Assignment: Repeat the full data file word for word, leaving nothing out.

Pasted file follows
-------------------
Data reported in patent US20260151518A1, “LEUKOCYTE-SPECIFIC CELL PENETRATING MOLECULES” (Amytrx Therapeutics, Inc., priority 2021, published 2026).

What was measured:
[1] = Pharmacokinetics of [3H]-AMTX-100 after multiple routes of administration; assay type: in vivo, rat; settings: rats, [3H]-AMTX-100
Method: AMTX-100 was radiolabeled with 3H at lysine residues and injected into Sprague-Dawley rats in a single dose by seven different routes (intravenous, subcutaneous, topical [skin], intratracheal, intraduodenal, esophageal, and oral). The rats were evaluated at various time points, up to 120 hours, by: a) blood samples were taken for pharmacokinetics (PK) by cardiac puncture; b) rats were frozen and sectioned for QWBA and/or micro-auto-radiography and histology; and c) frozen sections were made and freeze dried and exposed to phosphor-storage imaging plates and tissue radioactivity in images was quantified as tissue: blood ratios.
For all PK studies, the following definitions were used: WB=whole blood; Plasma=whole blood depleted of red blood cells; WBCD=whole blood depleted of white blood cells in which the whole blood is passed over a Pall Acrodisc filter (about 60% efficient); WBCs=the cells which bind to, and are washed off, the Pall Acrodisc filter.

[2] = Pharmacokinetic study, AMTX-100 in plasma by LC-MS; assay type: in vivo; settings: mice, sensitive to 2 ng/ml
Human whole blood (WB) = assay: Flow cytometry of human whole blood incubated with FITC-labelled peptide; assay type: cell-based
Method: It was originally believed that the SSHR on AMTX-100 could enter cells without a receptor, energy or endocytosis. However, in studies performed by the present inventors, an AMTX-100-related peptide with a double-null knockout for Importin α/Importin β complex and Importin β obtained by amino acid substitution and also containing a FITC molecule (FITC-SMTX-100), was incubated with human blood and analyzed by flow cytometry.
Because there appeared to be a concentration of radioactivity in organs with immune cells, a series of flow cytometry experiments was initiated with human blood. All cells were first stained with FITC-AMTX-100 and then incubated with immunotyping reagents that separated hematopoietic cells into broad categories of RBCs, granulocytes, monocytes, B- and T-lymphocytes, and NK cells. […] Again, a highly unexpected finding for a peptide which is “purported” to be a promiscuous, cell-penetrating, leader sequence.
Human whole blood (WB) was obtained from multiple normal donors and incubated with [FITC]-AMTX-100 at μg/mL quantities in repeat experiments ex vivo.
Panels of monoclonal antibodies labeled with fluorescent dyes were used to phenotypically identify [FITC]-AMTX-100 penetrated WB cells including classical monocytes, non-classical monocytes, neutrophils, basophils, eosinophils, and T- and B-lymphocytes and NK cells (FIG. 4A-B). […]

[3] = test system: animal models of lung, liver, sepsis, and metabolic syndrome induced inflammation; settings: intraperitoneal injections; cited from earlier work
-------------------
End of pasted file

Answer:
Data reported in patent US20260151518A1, “LEUKOCYTE-SPECIFIC CELL PENETRATING MOLECULES” (Amytrx Therapeutics, Inc., priority 2021, published 2026).

What was measured:
[1] = Pharmacokinetics of [3H]-AMTX-100 after multiple routes of administration; assay type: in vivo, rat; settings: rats, [3H]-AMTX-100
Method: AMTX-100 was radiolabeled with 3H at lysine residues and injected into Sprague-Dawley rats in a single dose by seven different routes (intravenous, subcutaneous, topical [skin], intratracheal, intraduodenal, esophageal, and oral). The rats were evaluated at various time points, up to 120 hours, by: a) blood samples were taken for pharmacokinetics (PK) by cardiac puncture; b) rats were frozen and sectioned for QWBA and/or micro-auto-radiography and histology; and c) frozen sections were made and freeze dried and exposed to phosphor-storage imaging plates and tissue radioactivity in images was quantified as tissue: blood ratios.
For all PK studies, the following definitions were used: WB=whole blood; Plasma=whole blood depleted of red blood cells; WBCD=whole blood depleted of white blood cells in which the whole blood is passed over a Pall Acrodisc filter (about 60% efficient); WBCs=the cells which bind to, and are washed off, the Pall Acrodisc filter.

[2] = Pharmacokinetic study, AMTX-100 in plasma by LC-MS; assay type: in vivo; settings: mice, sensitive to 2 ng/ml
Human whole blood (WB) = assay: Flow cytometry of human whole blood incubated with FITC-labelled peptide; assay type: cell-based
Method: It was originally believed that the SSHR on AMTX-100 could enter cells without a receptor, energy or endocytosis. However, in studies performed by the present inventors, an AMTX-100-related peptide with a double-null knockout for Importin α/Importin β complex and Importin β obtained by amino acid substitution and also containing a FITC molecule (FITC-SMTX-100), was incubated with human blood and analyzed by flow cytometry.
Because there appeared to be a concentration of radioactivity in organs with immune cells, a series of flow cytometry experiments was initiated with human blood. All cells were first stained with FITC-AMTX-100 and then incubated with immunotyping reagents that separated hematopoietic cells into broad categories of RBCs, granulocytes, monocytes, B- and T-lymphocytes, and NK cells. […] Again, a highly unexpected finding for a peptide which is “purported” to be a promiscuous, cell-penetrating, leader sequence.
Human whole blood (WB) was obtained from multiple normal donors and incubated with [FITC]-AMTX-100 at μg/mL quantities in repeat experiments ex vivo.
Panels of monoclonal antibodies labeled with fluorescent dyes were used to phenotypically identify [FITC]-AMTX-100 penetrated WB cells including classical monocytes, non-classical monocytes, neutrophils, basophils, eosinophils, and T- and B-lymphocytes and NK cells (FIG. 4A-B). […]

[3] = test system: animal models of lung, liver, sepsis, and metabolic syndrome induced inflammation; settings: intraperitoneal injections; cited from earlier work